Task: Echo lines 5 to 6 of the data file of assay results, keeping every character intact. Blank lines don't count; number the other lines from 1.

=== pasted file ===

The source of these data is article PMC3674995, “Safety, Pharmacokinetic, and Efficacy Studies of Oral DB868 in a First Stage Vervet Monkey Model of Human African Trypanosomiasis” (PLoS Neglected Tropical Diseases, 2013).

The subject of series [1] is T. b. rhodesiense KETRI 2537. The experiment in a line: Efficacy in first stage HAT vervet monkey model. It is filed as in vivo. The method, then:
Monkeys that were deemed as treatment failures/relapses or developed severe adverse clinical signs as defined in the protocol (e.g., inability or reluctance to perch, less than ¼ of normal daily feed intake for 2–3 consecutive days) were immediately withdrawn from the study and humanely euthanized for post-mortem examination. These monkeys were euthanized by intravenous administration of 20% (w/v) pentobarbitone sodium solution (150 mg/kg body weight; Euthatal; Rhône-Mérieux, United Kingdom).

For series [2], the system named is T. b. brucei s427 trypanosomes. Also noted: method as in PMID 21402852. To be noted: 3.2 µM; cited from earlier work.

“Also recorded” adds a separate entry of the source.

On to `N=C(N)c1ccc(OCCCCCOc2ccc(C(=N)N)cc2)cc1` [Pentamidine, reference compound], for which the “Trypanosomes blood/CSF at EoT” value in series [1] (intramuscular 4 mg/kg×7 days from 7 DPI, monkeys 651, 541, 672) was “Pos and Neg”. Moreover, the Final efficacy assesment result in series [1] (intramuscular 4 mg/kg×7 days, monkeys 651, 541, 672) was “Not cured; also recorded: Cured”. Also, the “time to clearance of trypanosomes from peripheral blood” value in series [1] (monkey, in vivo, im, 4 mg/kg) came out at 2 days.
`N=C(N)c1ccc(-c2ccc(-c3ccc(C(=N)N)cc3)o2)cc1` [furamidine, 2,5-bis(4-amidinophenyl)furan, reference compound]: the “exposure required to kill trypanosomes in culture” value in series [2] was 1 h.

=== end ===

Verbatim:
“Also recorded” adds a separate entry of the source.

On to `N=C(N)c1ccc(OCCCCCOc2ccc(C(=N)N)cc2)cc1` [Pentamidine, reference compound], for which the “Trypanosomes blood/CSF at EoT” value in series [1] (intramuscular 4 mg/kg×7 days from 7 DPI, monkeys 651, 541, 672) was “Pos and Neg”. Moreover, the Final efficacy assesment result in series [1] (intramuscular 4 mg/kg×7 days, monkeys 651, 541, 672) was “Not cured; also recorded: Cured”. Also, the “time to clearance of trypanosomes from peripheral blood” value in series [1] (monkey, in vivo, im, 4 mg/kg) came out at 2 days.